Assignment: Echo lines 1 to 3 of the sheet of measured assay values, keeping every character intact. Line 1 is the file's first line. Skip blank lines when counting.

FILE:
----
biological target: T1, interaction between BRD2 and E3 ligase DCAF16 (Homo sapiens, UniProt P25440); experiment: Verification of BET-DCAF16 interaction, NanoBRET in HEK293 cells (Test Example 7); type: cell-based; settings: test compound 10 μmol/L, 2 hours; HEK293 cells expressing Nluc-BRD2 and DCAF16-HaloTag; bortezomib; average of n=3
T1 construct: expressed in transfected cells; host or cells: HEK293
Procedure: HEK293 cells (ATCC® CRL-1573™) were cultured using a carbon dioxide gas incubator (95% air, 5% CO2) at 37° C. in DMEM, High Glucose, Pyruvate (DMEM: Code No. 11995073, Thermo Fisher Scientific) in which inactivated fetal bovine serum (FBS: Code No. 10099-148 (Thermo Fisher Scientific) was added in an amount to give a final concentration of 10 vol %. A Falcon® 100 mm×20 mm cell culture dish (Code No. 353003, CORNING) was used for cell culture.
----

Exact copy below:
biological target: T1, interaction between BRD2 and E3 ligase DCAF16 (Homo sapiens, UniProt P25440); experiment: Verification of BET-DCAF16 interaction, NanoBRET in HEK293 cells (Test Example 7); type: cell-based; settings: test compound 10 μmol/L, 2 hours; HEK293 cells expressing Nluc-BRD2 and DCAF16-HaloTag; bortezomib; average of n=3
T1 construct: expressed in transfected cells; host or cells: HEK293
Procedure: HEK293 cells (ATCC® CRL-1573™) were cultured using a carbon dioxide gas incubator (95% air, 5% CO2) at 37° C. in DMEM, High Glucose, Pyruvate (DMEM: Code No. 11995073, Thermo Fisher Scientific) in which inactivated fetal bovine serum (FBS: Code No. 10099-148 (Thermo Fisher Scientific) was added in an amount to give a final concentration of 10 vol %. A Falcon® 100 mm×20 mm cell culture dish (Code No. 353003, CORNING) was used for cell culture.